Saw a cool image this morning:
Played with GIMP to make a wallpaper:
Credit to startup philosopher FAKE GRIMLOCK via Brad Feld’s Blog,
Like most creative professionals my command of Intellectual Property law is woefully inadequate. I wouldn’t even be aware of this if I wasn’t for the constant reminders of lawyer friends who a) know much more about IP than me, and b) consider their own knowledge inadequate.
As someone whose livelihood depends in many ways on Intellectual Property, what am I to do? The answer, of course, is to devour information, learn from your mistakes, and get professional advice.
In the meantime, here’s a short story about the invention of a heuristic invented by my friend Andrew. It’s called the Sex Tape Litmus Test:
After a year of working at Sony Computer Entertainment the standard employment contracts were changed and employees were asked to agree to new terms. This took the form of a nagging email reminder that sent you to an ‘Accept’ button on the company intranet. The problem was that the new contracts had a much broader definition of IP.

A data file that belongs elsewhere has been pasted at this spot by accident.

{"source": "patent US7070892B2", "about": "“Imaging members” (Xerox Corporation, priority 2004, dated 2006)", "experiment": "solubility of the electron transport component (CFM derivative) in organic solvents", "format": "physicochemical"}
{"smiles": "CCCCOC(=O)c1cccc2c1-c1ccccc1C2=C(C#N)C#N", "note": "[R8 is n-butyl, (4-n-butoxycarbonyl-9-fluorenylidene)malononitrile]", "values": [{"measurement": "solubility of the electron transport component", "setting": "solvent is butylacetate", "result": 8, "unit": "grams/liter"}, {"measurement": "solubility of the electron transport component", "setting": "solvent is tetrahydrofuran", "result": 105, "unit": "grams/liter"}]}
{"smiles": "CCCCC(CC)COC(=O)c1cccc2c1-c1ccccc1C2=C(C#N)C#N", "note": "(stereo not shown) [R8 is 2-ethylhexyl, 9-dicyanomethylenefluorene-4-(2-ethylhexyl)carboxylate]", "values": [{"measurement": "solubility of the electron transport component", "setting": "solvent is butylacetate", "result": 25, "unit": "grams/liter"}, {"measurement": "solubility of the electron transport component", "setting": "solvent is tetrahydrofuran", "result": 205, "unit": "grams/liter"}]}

The gist of the original contract was: *
Sony has the right of first refusal on any video game related IP you develop in your own time.
The new agreement said something along these lines:*
Any IP you develop at any time over the course of your employment belongs to Sony.
After reading the terms and ignoring the emails for a few weeks a “Sarbox Compliance Officer” was assigned the unenviable task of harranging me into clicking the button. This brought on a conversation with Andrew and a subsequent discussion with Human Resources in which Andrew offered a delightfully ridiculous test of the new terms: